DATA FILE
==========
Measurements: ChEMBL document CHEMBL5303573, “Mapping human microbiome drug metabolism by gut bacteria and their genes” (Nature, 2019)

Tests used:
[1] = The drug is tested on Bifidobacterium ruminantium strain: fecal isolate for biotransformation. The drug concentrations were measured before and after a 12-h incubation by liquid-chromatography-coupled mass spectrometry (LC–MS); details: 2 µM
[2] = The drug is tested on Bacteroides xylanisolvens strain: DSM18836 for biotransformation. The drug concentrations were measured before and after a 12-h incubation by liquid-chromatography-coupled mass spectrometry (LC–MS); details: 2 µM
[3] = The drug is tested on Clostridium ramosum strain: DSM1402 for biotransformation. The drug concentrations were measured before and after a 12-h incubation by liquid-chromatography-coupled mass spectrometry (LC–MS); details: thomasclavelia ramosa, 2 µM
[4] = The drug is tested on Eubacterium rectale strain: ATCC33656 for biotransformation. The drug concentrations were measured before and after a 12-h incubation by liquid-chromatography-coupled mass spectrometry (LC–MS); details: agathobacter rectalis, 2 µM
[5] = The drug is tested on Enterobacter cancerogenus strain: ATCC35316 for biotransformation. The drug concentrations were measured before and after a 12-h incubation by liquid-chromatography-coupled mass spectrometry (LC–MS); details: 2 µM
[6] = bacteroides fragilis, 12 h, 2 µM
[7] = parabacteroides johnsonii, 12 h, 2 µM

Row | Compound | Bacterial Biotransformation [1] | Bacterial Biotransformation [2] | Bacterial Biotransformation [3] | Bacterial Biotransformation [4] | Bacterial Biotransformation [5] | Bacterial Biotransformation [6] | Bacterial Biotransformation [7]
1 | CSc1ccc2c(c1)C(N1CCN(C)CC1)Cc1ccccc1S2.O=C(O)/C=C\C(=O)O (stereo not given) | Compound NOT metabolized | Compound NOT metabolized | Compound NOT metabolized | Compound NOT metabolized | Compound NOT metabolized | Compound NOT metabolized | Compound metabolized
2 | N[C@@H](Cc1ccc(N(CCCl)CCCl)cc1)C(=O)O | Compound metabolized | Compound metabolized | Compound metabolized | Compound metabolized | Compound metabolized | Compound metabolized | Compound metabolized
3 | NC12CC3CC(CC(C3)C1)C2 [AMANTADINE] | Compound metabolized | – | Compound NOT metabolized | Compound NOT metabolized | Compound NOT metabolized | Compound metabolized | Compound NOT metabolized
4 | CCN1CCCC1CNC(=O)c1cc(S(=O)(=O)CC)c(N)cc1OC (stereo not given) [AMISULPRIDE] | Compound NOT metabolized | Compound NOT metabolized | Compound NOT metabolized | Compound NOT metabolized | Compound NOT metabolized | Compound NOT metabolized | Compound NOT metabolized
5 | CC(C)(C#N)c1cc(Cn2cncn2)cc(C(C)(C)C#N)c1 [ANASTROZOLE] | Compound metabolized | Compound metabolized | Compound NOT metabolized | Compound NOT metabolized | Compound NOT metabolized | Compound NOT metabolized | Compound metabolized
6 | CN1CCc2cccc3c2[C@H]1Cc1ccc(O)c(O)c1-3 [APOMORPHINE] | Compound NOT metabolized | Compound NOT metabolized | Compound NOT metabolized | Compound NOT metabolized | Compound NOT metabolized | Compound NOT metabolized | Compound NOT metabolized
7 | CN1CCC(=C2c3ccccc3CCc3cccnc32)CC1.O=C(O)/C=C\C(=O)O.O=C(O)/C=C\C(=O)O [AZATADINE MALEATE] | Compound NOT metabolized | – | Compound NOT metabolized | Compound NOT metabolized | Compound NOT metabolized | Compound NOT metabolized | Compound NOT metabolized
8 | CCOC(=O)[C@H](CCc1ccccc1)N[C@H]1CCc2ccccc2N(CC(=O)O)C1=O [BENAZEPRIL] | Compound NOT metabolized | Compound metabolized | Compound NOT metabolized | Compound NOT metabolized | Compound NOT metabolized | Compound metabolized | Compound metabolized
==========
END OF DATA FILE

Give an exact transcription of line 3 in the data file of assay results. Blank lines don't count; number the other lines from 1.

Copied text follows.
[1] = The drug is tested on Bifidobacterium ruminantium strain: fecal isolate for biotransformation. The drug concentrations were measured before and after a 12-h incubation by liquid-chromatography-coupled mass spectrometry (LC–MS); details: 2 µM